Complementary Goods


Complements are goods that go together, like peanut butter and jelly or printers and ink. You can't have one without the other. Complements are the opposite of substitutes. If the price of a good goes up, the demand for its complement will go down; if the price goes down, the demand for its complement will go up.

You can determine if two goods are complements by calculating the cross elasticity of demand. To calculate this, you take the percentage change in quantity demanded of a good, and divide it by the percentage chance in the price of the other good. If the value is negative, then the two goods are complements. If the value is positive, the goods are substitutes, and if the value is zero or is near zero, then the goods are independent.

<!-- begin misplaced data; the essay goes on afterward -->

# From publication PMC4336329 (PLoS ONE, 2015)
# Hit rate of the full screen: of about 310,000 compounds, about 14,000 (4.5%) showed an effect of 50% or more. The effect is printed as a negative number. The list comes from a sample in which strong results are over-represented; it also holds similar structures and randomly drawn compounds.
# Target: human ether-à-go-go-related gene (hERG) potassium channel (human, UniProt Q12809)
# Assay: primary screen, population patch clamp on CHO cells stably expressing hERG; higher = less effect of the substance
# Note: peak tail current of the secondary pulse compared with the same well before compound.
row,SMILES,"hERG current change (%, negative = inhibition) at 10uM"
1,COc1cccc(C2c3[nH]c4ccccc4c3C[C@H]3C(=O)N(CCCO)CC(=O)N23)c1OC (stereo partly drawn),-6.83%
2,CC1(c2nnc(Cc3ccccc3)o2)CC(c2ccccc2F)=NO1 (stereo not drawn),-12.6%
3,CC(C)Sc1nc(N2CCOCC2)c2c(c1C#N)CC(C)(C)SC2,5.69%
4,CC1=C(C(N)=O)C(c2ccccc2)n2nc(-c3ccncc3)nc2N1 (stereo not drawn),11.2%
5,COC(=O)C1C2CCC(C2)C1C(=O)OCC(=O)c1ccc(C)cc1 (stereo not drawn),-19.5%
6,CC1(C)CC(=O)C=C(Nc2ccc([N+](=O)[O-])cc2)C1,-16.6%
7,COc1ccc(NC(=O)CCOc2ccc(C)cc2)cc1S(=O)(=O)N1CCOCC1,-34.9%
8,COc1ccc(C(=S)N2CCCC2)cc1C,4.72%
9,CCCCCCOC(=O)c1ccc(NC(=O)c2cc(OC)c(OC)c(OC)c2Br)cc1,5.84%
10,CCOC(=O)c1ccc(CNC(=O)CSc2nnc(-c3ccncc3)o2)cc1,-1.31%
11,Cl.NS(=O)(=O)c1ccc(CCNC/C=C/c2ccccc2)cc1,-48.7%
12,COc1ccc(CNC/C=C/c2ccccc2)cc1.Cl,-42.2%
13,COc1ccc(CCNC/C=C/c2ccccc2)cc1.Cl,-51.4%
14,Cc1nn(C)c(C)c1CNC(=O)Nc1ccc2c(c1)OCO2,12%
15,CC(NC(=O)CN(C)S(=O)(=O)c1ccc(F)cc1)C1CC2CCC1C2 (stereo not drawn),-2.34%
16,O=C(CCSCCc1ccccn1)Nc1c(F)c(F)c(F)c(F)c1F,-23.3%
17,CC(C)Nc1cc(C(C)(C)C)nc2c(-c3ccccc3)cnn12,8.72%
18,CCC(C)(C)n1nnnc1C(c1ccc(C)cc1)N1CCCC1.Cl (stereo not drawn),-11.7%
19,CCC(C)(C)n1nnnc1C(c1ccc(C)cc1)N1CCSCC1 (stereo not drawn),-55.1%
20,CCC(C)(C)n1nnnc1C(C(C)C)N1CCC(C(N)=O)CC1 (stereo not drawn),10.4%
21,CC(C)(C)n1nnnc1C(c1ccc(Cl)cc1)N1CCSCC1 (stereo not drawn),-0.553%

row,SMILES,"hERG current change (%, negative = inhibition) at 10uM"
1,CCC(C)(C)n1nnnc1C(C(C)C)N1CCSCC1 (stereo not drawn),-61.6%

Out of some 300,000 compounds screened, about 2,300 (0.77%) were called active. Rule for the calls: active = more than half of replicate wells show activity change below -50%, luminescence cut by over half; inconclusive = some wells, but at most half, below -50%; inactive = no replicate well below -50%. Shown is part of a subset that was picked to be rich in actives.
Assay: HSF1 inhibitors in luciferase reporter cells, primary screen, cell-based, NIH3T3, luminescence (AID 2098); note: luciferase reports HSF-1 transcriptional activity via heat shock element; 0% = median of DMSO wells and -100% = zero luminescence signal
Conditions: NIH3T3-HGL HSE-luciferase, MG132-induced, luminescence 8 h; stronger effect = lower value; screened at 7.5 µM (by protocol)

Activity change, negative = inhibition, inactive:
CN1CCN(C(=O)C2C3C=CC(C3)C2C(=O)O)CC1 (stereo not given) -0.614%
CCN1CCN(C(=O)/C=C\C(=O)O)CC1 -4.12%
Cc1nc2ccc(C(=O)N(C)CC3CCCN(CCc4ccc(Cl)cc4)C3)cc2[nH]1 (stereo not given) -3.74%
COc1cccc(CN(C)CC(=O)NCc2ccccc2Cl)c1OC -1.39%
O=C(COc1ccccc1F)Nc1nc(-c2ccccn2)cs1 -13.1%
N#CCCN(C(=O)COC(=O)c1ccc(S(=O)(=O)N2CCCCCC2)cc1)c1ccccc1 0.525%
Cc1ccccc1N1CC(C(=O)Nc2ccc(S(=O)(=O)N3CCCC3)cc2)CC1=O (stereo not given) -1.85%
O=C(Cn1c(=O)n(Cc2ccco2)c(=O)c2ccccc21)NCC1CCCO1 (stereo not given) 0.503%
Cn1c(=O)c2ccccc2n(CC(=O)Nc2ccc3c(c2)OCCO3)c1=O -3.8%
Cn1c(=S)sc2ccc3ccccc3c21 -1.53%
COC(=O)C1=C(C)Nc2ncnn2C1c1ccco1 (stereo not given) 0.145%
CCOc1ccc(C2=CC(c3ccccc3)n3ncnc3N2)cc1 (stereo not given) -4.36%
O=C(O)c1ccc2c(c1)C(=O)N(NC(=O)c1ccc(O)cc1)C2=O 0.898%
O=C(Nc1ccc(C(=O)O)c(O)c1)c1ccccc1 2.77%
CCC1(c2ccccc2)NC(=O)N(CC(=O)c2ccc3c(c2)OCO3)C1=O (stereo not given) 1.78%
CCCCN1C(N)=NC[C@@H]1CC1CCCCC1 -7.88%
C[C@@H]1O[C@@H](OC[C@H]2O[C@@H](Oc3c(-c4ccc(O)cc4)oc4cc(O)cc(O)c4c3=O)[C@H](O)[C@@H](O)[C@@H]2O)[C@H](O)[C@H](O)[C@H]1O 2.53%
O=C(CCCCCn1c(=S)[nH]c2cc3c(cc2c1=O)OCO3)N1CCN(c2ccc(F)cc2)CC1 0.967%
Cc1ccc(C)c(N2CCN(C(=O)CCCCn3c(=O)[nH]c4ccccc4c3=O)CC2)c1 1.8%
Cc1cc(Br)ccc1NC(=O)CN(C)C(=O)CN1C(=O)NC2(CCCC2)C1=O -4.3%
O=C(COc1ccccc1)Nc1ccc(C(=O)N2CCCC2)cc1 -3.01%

external image gbart_gb-w-games.jpg
A Game Boy is nothing without its games. The two are complements.
If the price of a gameboy were to go up, the demand for games would
go down.


Peanut Butter and Jelly are Complementary Goods.

Example Problem

If the Cross Elasticity of two goods is negative, then the goods are:
a) substitues
b) complements
c) independent
d) puppies

Answer: b

Links

Definition of Complementary Goods
More about Complementary Goods
Economics A-Z: Complementary Goods